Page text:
A comparison of classification techniques for monitoring and mapping land cover and land use changes in the subtropical region of Thai Nguyen, Vietnam : a thesis presented in partial fulfilment of the requirements for the degree of Master of Environmental Management at Massey University, Palmerston North, New Zealand
Deriving land cover/land-use information from earth observation satellite data is one of the
most common applications for environmental monitoring, evaluation and management. Many
parametric and non-parametric classification algorithms have been developed and applied to
such applications. This study looks at the classification accuracies of three algorithms for
different spatial and spectral resolution data. The performance of Random Forest (RF) was
compared to Maximum Likelihood (MLC) and Artificial Neural Network (ANN) algorithms
for the separation of subtropical land cover/land-use categories using Sentinel-2 and Landsat 8
data. The overall, producers’ and users’ accuracies were derived from the confusion matrix,
while local land use statistics were also collected to evaluate the accuracy of classified images.
The accuracy assessment showed the RF algorithm regularly outperformed the MLC and ANN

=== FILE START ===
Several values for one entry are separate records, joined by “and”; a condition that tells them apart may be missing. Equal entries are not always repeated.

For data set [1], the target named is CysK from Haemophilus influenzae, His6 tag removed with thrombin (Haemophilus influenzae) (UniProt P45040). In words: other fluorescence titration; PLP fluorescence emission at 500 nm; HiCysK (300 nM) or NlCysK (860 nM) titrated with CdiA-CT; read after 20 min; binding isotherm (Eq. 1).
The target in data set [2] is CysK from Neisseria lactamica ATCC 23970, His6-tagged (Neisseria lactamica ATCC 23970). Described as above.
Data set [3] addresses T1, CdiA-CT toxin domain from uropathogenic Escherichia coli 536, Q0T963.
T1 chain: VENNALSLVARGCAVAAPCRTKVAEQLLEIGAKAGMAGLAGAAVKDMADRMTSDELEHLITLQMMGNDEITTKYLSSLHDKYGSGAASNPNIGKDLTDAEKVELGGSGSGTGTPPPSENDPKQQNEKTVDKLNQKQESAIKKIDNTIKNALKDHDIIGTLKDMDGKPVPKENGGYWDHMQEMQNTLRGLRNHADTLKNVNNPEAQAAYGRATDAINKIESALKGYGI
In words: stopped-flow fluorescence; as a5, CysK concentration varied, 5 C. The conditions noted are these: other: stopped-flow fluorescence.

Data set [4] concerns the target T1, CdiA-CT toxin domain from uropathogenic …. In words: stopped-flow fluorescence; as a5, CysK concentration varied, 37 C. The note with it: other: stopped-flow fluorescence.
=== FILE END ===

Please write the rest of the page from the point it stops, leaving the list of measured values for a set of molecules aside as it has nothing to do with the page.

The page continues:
in both types of imagery data (>90%). This approach also exhibited potential in dealing with
the challenge of separating similar man-made features such as urban/built-up and mining
extraction classes. The ANN algorithm had the lowest accuracy among the three classification
algorithms, while Landsat 8 imagery was most suitable for the classification of subtropical
mixed and complex landscapes.
As the RF algorithm demonstrated a robustness and potential for mapping subtropical land
cover/land-use, this study chose it to monitor and map temporal land cover/land-use changes
in Thai Nguyen, Vietnam between 2000 and 2016. The results of this temporal monitoring
revealed that there were substantial changes in land cover/land use over the course of 16 years.
Agricultural and forest land decreased, while urban and mining extraction land expanded
significantly, and water increased slightly. Changes in land cover/land-use are strongly
associated with geographic locations. The conversion of agriculture and forest into urban/builtup
and mining extraction land was detected largely in the Thai Nguyen central city and southern
regions. In addition, further GIS analysis revealed that approximately 69.6% (100.2km2) of new built-up areas had occurred within 2km of primary roads, and nearly 96% (137.6km2) of new built-up expansion was detected within a 5-km buffer of the main roads. This study also demonstrates the potential of multi-temporal Landsat data and the combination of remote sensing, GIS and R programming to provide a timely, accurate and economical means to map and analyse temporal changes for long-term local land use development planning.
Keywords: Random forest; Land cover mapping; Remote Sensing; Vietnam